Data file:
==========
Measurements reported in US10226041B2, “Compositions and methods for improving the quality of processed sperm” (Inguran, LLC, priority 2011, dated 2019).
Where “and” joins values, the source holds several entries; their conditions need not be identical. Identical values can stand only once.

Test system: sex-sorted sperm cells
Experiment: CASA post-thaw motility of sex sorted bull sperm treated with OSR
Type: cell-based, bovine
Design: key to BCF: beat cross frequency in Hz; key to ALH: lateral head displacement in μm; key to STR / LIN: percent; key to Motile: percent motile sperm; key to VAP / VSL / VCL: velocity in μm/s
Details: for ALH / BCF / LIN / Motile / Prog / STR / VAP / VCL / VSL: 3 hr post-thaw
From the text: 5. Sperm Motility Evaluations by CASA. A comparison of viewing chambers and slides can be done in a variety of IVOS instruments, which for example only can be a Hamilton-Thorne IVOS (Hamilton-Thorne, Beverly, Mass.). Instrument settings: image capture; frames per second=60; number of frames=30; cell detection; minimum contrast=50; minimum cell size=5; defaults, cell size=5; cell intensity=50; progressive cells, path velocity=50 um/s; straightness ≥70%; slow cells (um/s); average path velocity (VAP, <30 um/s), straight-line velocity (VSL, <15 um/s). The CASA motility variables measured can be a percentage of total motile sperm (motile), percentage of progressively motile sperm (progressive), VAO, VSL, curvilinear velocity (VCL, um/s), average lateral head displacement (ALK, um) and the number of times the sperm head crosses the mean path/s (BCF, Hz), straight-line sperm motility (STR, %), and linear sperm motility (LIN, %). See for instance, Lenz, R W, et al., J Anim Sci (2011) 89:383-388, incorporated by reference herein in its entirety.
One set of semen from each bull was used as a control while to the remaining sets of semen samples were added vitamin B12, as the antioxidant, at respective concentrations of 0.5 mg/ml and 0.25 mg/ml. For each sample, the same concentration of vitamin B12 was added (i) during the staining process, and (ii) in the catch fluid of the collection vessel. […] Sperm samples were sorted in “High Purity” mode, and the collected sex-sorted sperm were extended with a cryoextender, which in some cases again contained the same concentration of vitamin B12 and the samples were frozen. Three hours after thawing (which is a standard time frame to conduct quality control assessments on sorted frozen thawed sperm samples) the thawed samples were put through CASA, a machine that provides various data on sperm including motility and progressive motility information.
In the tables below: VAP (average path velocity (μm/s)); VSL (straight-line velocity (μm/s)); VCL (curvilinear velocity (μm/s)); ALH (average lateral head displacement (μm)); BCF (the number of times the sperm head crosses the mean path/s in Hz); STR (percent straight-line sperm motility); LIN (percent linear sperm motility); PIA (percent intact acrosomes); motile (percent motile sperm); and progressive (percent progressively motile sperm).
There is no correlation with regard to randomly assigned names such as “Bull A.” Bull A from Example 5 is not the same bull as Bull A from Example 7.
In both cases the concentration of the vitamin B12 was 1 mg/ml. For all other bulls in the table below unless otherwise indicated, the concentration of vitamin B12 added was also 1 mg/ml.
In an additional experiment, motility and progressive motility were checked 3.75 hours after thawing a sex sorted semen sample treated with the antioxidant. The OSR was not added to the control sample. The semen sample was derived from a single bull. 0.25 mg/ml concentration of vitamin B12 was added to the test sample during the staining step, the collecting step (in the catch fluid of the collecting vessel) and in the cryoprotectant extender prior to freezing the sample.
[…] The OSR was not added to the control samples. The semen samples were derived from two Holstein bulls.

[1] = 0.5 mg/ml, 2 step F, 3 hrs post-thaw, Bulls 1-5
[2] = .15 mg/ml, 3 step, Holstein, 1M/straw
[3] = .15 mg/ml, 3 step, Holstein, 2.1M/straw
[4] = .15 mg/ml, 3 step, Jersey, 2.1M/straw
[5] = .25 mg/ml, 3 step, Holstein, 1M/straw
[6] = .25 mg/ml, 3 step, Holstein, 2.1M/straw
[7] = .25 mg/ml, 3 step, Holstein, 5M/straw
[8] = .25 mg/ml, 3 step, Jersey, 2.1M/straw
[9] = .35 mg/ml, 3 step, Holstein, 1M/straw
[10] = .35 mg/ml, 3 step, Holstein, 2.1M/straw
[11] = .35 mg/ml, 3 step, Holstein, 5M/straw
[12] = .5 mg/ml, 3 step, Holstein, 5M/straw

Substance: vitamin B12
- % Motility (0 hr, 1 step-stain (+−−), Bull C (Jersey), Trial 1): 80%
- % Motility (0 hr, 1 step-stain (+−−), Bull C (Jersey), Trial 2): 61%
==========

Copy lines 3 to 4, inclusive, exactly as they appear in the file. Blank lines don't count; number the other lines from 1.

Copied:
Test system: sex-sorted sperm cells
Experiment: CASA post-thaw motility of sex sorted bull sperm treated with OSR